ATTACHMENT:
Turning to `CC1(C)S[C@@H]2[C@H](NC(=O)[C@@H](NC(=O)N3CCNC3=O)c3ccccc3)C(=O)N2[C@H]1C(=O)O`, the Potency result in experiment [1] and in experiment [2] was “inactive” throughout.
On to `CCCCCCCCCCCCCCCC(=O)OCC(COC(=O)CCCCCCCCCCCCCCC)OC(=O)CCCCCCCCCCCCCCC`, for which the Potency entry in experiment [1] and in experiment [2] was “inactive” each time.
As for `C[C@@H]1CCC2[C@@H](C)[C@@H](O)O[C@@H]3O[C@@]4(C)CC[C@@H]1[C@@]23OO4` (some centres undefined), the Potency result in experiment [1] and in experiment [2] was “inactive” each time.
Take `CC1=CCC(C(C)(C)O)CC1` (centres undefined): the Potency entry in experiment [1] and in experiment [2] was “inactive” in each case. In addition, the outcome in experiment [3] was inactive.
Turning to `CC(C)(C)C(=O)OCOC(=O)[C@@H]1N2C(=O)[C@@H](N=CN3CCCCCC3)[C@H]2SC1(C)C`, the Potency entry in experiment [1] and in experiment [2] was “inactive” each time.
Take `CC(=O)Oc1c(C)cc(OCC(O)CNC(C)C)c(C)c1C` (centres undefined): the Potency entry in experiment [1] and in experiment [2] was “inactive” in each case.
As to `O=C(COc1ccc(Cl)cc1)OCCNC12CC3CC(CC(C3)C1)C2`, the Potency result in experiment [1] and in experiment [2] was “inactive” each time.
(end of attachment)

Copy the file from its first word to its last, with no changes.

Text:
Turning to `CC1(C)S[C@@H]2[C@H](NC(=O)[C@@H](NC(=O)N3CCNC3=O)c3ccccc3)C(=O)N2[C@H]1C(=O)O`, the Potency result in experiment [1] and in experiment [2] was “inactive” throughout.
On to `CCCCCCCCCCCCCCCC(=O)OCC(COC(=O)CCCCCCCCCCCCCCC)OC(=O)CCCCCCCCCCCCCCC`, for which the Potency entry in experiment [1] and in experiment [2] was “inactive” each time.
As for `C[C@@H]1CCC2[C@@H](C)[C@@H](O)O[C@@H]3O[C@@]4(C)CC[C@@H]1[C@@]23OO4` (some centres undefined), the Potency result in experiment [1] and in experiment [2] was “inactive” each time.
Take `CC1=CCC(C(C)(C)O)CC1` (centres undefined): the Potency entry in experiment [1] and in experiment [2] was “inactive” in each case. In addition, the outcome in experiment [3] was inactive.
Turning to `CC(C)(C)C(=O)OCOC(=O)[C@@H]1N2C(=O)[C@@H](N=CN3CCCCCC3)[C@H]2SC1(C)C`, the Potency entry in experiment [1] and in experiment [2] was “inactive” each time.
Take `CC(=O)Oc1c(C)cc(OCC(O)CNC(C)C)c(C)c1C` (centres undefined): the Potency entry in experiment [1] and in experiment [2] was “inactive” in each case.
As to `O=C(COc1ccc(Cl)cc1)OCCNC12CC3CC(CC(C3)C1)C2`, the Potency result in experiment [1] and in experiment [2] was “inactive” each time.